Two Men of Boats: ʿAlī b. Manṣūr al-Fawfalī and PDYR—Gleanings from the Cairo Geniza
Abstract Primarily oriented to an analysis of the Cairo Geniza documents of the Jewish ‘India traders’ (1000–1300 CE), this essay takes a close look at two ship-owning merchants, namely Ali b. Mansur Fawfali and PDYR (pronounced as Fidyar), who in the 1130s and 1140s participated in the flourishing maritime network in the western Indian Ocean. Both these ship-owning merchants operated from the western sea-board of India, especially the Malabar coast, and maintained regular linkages with the Red Sea ports, particularly Aden. The relevant Geniza letters mentioning these two shipowners, have been compared with nearly contemporary Indic sources. This essay argues that it was possible for traders who primarily dealt in agrarian/plant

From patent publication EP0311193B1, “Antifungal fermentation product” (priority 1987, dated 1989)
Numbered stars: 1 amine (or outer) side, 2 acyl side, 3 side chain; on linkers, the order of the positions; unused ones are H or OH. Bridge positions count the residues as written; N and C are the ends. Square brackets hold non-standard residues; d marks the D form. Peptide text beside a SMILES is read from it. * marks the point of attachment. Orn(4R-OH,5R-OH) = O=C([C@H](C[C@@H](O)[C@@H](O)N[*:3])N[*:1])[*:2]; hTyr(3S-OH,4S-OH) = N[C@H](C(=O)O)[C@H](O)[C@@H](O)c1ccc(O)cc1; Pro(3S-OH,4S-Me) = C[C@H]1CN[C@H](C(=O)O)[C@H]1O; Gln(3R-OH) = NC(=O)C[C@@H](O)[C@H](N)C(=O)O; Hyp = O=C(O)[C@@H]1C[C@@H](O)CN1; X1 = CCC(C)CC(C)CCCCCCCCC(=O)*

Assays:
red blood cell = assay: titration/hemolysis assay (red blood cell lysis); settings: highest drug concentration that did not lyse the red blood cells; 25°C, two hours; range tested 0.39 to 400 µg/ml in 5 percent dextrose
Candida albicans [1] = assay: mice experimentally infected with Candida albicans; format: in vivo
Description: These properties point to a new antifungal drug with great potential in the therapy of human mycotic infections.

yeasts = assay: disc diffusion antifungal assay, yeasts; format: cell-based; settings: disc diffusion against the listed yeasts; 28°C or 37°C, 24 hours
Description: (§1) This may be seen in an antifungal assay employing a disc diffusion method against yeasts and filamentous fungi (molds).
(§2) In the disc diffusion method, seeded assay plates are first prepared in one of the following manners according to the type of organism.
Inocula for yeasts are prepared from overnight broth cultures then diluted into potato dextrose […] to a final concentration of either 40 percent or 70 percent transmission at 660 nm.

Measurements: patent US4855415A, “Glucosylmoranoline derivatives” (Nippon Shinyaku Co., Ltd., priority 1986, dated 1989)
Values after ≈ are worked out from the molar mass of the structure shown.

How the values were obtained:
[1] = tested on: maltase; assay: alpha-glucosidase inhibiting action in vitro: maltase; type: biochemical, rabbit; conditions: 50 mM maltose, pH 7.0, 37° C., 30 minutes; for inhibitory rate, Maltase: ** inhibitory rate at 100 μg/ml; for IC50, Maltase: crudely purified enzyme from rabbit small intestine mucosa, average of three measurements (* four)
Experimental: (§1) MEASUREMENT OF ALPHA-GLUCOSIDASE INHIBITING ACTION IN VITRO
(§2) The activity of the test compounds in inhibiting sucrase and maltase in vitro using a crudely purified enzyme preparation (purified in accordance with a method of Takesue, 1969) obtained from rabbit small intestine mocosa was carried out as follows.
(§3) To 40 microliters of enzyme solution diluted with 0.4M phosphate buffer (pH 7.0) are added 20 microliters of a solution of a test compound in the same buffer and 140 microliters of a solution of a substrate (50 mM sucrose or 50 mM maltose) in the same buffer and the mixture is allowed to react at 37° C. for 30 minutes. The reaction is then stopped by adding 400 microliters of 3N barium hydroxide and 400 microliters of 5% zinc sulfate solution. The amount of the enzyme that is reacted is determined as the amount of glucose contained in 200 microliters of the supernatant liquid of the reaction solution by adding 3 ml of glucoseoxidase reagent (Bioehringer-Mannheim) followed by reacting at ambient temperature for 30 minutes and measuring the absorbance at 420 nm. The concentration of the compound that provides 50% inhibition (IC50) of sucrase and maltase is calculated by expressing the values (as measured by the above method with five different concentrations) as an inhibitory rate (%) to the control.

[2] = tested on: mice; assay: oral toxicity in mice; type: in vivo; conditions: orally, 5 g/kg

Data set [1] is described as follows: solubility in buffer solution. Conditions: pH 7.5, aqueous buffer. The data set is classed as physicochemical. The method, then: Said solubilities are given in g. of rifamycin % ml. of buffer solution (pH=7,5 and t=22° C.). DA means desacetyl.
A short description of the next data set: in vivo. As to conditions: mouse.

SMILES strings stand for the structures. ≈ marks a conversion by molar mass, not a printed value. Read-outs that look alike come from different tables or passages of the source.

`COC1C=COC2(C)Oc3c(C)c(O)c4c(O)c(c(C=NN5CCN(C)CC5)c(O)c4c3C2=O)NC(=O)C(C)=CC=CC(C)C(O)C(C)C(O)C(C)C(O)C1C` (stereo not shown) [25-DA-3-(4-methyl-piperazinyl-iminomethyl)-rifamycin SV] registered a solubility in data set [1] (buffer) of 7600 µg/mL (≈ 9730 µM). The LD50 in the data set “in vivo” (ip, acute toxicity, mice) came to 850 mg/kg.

products to own ships or make investments in shipping; it also underlines the close ties between maritime networks and administrators in the coastal society of India at that time.